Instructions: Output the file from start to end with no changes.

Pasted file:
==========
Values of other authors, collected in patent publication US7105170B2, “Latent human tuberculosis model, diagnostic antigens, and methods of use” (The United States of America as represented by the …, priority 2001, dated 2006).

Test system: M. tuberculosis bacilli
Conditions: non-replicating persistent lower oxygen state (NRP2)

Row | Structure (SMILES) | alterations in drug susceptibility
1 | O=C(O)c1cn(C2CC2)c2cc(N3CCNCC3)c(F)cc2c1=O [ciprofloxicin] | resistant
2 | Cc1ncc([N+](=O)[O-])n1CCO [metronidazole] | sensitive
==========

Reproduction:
Values of other authors, collected in patent publication US7105170B2, “Latent human tuberculosis model, diagnostic antigens, and methods of use” (The United States of America as represented by the …, priority 2001, dated 2006).

Test system: M. tuberculosis bacilli
Conditions: non-replicating persistent lower oxygen state (NRP2)

Row | Structure (SMILES) | alterations in drug susceptibility
1 | O=C(O)c1cn(C2CC2)c2cc(N3CCNCC3)c(F)cc2c1=O [ciprofloxicin] | resistant
2 | Cc1ncc([N+](=O)[O-])n1CCO [metronidazole] | sensitive